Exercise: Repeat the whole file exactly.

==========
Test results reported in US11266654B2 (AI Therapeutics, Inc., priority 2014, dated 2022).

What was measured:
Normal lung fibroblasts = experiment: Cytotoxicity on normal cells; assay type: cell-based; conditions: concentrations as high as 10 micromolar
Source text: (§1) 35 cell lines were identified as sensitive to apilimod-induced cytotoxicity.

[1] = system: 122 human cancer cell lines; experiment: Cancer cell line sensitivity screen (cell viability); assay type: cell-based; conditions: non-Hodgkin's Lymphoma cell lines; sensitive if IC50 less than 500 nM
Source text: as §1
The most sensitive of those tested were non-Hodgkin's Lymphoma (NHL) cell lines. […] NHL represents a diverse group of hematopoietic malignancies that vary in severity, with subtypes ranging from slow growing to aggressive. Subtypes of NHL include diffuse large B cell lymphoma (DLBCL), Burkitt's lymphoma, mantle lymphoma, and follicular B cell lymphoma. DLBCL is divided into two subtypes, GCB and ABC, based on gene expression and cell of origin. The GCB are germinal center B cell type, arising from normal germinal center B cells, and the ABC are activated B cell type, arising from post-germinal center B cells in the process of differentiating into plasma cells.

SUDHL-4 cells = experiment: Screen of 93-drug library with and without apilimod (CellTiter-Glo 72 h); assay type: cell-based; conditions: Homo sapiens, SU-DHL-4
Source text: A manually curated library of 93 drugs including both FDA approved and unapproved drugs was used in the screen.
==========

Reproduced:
Test results reported in US11266654B2 (AI Therapeutics, Inc., priority 2014, dated 2022).

What was measured:
Normal lung fibroblasts = experiment: Cytotoxicity on normal cells; assay type: cell-based; conditions: concentrations as high as 10 micromolar
Source text: (§1) 35 cell lines were identified as sensitive to apilimod-induced cytotoxicity.

[1] = system: 122 human cancer cell lines; experiment: Cancer cell line sensitivity screen (cell viability); assay type: cell-based; conditions: non-Hodgkin's Lymphoma cell lines; sensitive if IC50 less than 500 nM
Source text: as §1
The most sensitive of those tested were non-Hodgkin's Lymphoma (NHL) cell lines. […] NHL represents a diverse group of hematopoietic malignancies that vary in severity, with subtypes ranging from slow growing to aggressive. Subtypes of NHL include diffuse large B cell lymphoma (DLBCL), Burkitt's lymphoma, mantle lymphoma, and follicular B cell lymphoma. DLBCL is divided into two subtypes, GCB and ABC, based on gene expression and cell of origin. The GCB are germinal center B cell type, arising from normal germinal center B cells, and the ABC are activated B cell type, arising from post-germinal center B cells in the process of differentiating into plasma cells.

SUDHL-4 cells = experiment: Screen of 93-drug library with and without apilimod (CellTiter-Glo 72 h); assay type: cell-based; conditions: Homo sapiens, SU-DHL-4
Source text: A manually curated library of 93 drugs including both FDA approved and unapproved drugs was used in the screen.